@delirium for me, the thing is the very specific question in this thread is about what we want for our children. I think that comes down to happiness and security for most of us. Our own personal life experiences probably have us valuing one more than the other right now.
I would be worried if *my* son ended up living at home with no work history and no education because society is getting harder and harder to break into if need be. I think if we are honest most of us would worry about our child ending up alone in the world and destitute, because as parents we find things to be worried about and are adept at finding things that may go wrong. We have knowledge and experience that our children may not have gained yet.
Now I'm not for a second saying that SAHMs have no education, no experience, no prospects etc. What I feel is that if my DS were a SAHP, then there would be a risk associated with that that would be something of concern to me.
I would, though, also be worried if he had a job that made him miserable with a nasty boss and no work/life balance. I'd be worried that despite working hard he'll end up unemployed and homeless.
I will worry when he decides to spend a year backpacking around the world.
I'll just worry, I think. That's not the same as being disappointed.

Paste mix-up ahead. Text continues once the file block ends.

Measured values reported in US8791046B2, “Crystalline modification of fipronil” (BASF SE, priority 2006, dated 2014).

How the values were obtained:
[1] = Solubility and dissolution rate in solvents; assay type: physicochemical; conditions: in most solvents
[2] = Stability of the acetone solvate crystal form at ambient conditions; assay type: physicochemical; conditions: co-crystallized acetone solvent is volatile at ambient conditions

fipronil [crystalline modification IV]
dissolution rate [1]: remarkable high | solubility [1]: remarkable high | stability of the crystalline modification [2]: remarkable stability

If you asked me if I would be disappointed in my friends if they chose to be SAHMs, then my answer would be as long as they're happy I don't care. And ultimately I feel that for my son, except that my role in life is to help him to be aware of and navigate potential pitfalls.
It is not a criticism of SAHP to acknowledge that there may be some downsides or possible future issues that people need to consider when making their decision. Just as when you decide whether to accept any other type of work.
I want to be clear that saying things like 'I'm afraid that this may happen for MY child' doesn't equate to saying another person who is a happy SAHM is a person who is my 'biggest fear', and I don't feel like anyone is criticising the way people are raising their children, as was expressed elsewhere.
I have the utmost respect for everyone who has commented on this thread so far - all different examples of mummies with varying degrees of outside/home employment who have made strong choices for what works for their family. That's all that matters in the end.